Rookie QB Comparison: Chicks Dig The Long Ball

Part I: Performance vs. Top 10 Defenses
Part II: Trended Performance Over First Three Months
Part III: Home vs. Road Performance
Part IV: Performance on Deep Throws
Part V: Calm in the Clutch

In the fourth installment of this comparison of the 2012 rookie quarterback class we will take a look at the difficulty of their throws. Some have been quick to point out that Russell Wilson, for example, is not being asked to throw the ball down-field all that often, as a way of questioning just how impressive his numbers really are. ESPN does a nice job of breaking out all the quarterbacks throws by distance. The table below shows the cumulative numbers for each rookie quarterback on throws traveling more than 20 yards in the air.

Wilson has attempted fewer throws, overall, than any of the rookies that have started since week one. Interestingly, he has attempted more deep throws than two of the others, and by a rather healthy margin. That is because the percentage of his throws that travel more than 20 yards is 2nd-highest in his class. This would seem to throw into question the caveat some have been using about the difficulty of his throws. He throws less often than other quarterbacks, but he is far from a dink-and-dunk passer.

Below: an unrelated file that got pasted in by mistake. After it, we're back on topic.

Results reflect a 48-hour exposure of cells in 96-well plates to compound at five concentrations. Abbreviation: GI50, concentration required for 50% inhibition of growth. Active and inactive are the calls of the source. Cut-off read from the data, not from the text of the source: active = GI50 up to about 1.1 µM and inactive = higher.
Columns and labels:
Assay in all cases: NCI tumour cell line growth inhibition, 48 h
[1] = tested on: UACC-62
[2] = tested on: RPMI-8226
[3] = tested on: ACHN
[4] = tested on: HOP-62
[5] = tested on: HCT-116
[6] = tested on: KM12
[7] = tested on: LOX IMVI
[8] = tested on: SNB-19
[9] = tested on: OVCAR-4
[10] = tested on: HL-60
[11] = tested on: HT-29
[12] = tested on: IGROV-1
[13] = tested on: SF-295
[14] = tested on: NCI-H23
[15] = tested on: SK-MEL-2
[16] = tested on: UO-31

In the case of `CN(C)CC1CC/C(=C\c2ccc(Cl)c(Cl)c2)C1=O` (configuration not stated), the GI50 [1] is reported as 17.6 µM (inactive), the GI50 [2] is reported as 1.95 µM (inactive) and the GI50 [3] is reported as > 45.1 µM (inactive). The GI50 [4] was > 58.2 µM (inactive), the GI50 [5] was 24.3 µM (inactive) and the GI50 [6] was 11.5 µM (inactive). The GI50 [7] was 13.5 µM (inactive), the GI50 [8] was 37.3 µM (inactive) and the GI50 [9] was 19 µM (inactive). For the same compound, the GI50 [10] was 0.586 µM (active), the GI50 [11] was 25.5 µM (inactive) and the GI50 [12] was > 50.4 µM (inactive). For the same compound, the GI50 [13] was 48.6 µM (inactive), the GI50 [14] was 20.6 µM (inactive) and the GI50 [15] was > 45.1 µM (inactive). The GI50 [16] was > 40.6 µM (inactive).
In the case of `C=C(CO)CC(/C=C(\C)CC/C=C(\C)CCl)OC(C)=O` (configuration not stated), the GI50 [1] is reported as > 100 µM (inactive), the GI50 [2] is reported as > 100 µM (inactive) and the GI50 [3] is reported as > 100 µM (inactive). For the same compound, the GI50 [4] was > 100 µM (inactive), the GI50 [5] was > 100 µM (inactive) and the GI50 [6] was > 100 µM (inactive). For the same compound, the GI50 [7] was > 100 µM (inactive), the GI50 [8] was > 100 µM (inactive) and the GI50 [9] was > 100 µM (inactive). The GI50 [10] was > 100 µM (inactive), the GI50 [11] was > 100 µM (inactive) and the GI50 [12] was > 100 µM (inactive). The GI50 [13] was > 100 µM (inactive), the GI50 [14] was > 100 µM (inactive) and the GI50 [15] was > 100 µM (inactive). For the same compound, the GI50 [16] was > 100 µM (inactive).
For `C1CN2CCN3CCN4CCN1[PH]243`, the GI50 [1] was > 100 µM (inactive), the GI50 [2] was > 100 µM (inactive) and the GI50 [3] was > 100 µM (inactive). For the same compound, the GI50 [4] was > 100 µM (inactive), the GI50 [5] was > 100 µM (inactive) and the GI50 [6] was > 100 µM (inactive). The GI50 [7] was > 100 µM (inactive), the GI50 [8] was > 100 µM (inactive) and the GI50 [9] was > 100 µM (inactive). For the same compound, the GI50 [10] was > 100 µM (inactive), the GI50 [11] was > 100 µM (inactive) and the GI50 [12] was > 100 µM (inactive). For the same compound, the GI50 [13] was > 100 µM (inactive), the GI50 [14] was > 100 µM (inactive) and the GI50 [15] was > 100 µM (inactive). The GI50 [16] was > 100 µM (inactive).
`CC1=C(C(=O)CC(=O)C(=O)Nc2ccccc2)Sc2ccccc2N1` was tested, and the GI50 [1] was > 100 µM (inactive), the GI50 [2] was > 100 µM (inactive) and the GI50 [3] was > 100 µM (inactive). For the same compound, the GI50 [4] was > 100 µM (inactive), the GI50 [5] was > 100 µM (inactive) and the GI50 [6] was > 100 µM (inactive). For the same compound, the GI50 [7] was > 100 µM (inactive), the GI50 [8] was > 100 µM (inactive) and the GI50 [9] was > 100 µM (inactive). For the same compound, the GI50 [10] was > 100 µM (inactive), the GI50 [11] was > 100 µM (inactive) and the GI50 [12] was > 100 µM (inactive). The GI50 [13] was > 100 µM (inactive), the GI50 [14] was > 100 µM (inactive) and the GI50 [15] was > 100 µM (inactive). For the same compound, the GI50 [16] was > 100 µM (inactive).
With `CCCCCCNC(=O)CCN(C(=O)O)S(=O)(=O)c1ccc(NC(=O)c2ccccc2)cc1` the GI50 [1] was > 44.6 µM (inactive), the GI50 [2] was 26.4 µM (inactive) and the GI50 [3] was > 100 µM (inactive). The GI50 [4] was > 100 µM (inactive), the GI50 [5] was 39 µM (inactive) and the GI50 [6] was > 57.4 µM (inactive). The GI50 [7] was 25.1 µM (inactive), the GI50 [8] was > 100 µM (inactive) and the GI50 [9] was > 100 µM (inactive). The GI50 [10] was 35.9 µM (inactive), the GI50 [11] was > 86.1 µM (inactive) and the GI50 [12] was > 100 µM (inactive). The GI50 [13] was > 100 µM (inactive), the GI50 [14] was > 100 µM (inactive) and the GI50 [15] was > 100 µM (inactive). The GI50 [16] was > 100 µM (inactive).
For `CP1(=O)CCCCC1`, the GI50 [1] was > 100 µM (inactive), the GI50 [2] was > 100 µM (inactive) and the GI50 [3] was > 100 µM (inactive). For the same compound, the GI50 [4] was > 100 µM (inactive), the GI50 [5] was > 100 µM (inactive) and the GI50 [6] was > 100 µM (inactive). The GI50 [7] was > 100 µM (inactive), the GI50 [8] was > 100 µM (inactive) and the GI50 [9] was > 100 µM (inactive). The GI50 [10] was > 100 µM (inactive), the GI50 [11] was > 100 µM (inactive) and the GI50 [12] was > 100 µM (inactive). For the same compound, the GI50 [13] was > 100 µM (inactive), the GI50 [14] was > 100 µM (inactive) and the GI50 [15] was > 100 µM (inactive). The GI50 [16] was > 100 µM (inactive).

Robert Griffin III has the fewest deep attempts, but has a sparkling 114.2 rating on those throws. Most of that comes from throws 21-30 yards, where he has a nearly perfect 156.0 rating. He is only 1-12 on throws longer than 30 yards, although that one completion resulted in a touchdown, and he has no interceptions. Ryan Tannehill, similarly, has a fantastic 94.0 rating on deep throws. Unlike RG3, he has excelled on the deepest of throws. He has a 141.0 rating on throws 31-40 yards down field, where he is 4-7 with one touchdown and no interceptions. Andrew Luck has thrown the most deep balls and the highest percentage of them, but his rating is 2nd-lowest on throws of this nature.

If any of these players should be questioned about the difficulty of their throws, it should be RG3 and Tannehill. They are throwing less of these throws, both in absolute numbers, and as percentage of their overall pass attempts than their counterparts. Wilson, Brandon Weeden, and Luck may not have the high passer rating on these throws, but nobody can deny they are being asked to make these challenging throws at high rates.